That was just the first hour or so. I saw enough of geekdom's finest to fill many more posts, but I will let the reader speculate. I checked out a bit of the independent film festival and stood in a long line to hear J. Michael Straczynski (worth it, I enjoy his work and his writing and found it inspirational, except he said he never had writer's block) but spent a bulk of my time in the Artist's Alley and the few rickety aisles in the back where they stuck the independent comics people, where my heart always lies. This is also where I bumped into some people that knew Sex Machine director Christopher Sharpe who I happened to overhear talking about A Scanner Darkly and can be added to the long list of people who can't believe I never meet most of the people I work with (again, the Indiana thing). I will soon provide a list of what I picked up in Indy Row that was good, bad, and indifferent but am still sifting through it all and will have to report back later. However, my pal The Mighty Caveman has alread inventoried his swag here.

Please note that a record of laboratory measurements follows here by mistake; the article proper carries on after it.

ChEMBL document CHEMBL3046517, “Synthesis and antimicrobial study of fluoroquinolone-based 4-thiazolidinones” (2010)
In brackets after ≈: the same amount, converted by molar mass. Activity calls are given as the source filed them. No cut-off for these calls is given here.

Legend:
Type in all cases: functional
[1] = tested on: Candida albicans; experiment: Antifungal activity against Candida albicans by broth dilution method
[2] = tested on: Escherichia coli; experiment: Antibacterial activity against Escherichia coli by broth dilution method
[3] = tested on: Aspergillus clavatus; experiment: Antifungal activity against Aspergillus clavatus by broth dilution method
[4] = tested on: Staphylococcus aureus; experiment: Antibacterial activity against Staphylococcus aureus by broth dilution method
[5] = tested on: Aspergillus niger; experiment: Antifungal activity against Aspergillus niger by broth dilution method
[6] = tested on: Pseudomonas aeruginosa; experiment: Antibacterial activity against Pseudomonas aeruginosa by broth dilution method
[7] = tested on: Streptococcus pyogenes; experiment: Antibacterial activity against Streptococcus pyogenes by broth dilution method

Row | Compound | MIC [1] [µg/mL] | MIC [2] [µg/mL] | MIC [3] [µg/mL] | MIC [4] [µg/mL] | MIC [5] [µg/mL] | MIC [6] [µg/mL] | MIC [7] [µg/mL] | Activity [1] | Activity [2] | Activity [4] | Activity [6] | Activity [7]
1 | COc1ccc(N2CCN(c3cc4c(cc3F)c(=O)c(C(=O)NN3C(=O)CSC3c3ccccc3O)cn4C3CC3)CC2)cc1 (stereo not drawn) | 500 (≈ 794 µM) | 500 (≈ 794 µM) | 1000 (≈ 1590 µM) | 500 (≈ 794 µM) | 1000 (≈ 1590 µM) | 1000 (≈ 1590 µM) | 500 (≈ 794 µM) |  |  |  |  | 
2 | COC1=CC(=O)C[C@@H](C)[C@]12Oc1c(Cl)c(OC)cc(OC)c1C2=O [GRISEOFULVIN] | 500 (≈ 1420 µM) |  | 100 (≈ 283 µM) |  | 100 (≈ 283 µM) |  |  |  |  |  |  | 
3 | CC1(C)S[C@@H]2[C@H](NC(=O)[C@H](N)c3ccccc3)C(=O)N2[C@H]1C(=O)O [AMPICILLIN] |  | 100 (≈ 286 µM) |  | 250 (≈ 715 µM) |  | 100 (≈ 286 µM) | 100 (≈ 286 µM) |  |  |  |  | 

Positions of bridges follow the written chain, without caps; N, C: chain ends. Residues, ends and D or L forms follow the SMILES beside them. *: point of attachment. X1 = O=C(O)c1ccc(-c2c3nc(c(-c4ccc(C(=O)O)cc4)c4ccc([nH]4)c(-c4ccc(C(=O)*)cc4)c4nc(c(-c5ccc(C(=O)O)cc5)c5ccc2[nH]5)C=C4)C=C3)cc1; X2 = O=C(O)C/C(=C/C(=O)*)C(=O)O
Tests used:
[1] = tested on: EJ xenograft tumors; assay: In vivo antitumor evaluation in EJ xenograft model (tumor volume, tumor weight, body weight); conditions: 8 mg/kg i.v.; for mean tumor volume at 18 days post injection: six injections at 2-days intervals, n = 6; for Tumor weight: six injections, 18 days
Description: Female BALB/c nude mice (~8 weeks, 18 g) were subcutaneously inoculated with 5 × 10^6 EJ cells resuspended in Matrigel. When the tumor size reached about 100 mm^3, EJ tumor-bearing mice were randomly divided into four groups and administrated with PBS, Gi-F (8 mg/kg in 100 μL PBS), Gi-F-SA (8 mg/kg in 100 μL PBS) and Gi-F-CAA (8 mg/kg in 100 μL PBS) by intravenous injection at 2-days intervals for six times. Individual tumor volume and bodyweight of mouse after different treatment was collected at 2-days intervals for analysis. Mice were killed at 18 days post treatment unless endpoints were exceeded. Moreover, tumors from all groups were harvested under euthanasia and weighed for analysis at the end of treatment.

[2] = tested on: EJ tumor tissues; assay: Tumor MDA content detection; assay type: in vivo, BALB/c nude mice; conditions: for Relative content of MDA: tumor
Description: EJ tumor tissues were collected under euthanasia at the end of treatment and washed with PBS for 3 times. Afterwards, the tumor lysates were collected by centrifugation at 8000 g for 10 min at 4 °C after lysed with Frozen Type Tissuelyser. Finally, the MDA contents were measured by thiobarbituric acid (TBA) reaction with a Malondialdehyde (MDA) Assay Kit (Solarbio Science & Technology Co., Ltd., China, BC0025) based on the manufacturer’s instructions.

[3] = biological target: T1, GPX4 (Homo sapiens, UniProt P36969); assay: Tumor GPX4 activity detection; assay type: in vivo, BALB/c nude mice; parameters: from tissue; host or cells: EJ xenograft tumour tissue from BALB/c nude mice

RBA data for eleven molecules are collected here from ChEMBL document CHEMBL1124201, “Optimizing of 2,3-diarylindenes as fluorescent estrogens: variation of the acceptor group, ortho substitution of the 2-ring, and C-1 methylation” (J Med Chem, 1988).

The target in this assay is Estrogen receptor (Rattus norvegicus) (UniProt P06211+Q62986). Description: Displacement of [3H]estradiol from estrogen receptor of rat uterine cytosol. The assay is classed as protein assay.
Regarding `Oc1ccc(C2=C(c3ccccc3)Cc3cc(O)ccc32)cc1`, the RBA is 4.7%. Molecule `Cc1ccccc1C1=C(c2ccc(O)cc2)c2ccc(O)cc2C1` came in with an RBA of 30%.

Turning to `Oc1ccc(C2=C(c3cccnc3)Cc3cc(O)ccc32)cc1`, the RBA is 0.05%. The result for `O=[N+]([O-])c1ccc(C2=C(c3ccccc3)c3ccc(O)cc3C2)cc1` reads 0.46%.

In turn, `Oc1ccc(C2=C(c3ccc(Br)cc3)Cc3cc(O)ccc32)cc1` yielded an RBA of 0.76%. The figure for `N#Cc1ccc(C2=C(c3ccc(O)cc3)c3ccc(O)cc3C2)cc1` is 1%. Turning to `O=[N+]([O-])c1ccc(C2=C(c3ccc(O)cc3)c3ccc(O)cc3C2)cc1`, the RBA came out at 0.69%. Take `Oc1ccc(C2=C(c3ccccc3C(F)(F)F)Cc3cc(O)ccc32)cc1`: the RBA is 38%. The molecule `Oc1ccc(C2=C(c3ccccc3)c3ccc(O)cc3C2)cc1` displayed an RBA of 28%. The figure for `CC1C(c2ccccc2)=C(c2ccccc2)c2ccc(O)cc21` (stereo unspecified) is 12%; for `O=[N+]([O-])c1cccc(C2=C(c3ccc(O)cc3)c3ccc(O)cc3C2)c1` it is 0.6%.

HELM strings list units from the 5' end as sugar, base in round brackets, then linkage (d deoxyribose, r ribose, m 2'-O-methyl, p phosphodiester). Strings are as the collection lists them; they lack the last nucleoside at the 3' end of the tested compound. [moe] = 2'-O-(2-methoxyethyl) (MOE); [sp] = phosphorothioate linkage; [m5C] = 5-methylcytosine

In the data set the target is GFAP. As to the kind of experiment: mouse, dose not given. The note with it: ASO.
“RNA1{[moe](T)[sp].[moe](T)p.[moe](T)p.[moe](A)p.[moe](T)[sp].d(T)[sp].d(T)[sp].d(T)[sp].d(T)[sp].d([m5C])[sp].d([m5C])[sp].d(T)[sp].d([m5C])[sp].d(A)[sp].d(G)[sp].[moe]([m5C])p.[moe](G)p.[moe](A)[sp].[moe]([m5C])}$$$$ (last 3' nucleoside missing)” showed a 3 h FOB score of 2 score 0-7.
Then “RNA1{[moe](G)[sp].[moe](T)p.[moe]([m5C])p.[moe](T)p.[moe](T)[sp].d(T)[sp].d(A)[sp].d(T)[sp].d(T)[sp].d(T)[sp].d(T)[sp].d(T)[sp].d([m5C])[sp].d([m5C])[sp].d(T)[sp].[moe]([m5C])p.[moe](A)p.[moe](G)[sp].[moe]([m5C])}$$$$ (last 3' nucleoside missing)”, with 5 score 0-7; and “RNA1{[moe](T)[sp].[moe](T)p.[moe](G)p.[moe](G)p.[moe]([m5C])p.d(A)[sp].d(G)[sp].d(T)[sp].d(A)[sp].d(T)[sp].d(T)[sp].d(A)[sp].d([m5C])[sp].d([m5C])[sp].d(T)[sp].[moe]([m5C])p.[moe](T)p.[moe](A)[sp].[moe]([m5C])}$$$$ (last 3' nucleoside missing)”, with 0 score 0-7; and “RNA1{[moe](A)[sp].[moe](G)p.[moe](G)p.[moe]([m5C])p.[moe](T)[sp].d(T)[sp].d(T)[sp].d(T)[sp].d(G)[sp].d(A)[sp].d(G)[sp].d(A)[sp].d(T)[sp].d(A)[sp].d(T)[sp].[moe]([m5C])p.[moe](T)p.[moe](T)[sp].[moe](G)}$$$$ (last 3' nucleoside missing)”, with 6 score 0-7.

More later; until then, I am at johnoakdalton@hotmail.com.

Monday, July 28, 2008

California Knows How To Party

I have been offline in San Diego, California, which might as well be another country. It's 75 degrees pretty much all year round and people stay home from work if it rains. You see oranges and lemons all over the place and exotic flowers growing out of cracks in the sidewalk. It is basically a paradise on earth except for the "sun tax," which means $3 cokes and $8 hamburgers everywhere, and the fact that if you didn't pump in water you'd be living in a place that looks like the above photo. Which I know because I have seen Chinatown a few times. But it houses one of the nicest places I have seen in any city on planet Earth, Balboa Park, home to art museums and botanical gardens and the San Diego Zoo and other sites, many of them free. We also ate at nice restaurants in the city's Little Italy and in La Jolla (which I found out is the same place as La Hoya), visited the Gaslamp District and the maritime museums (memorably the docked Midway Musuem) and chilled out at night at the Keating House. We went down to the Gay Pride Festival and caught Kathy Griffin's act. And yes, for loyal readers, I spent an interesting day at Comic Con. More later; until then, I am at johnoakdalton@hotmail.com.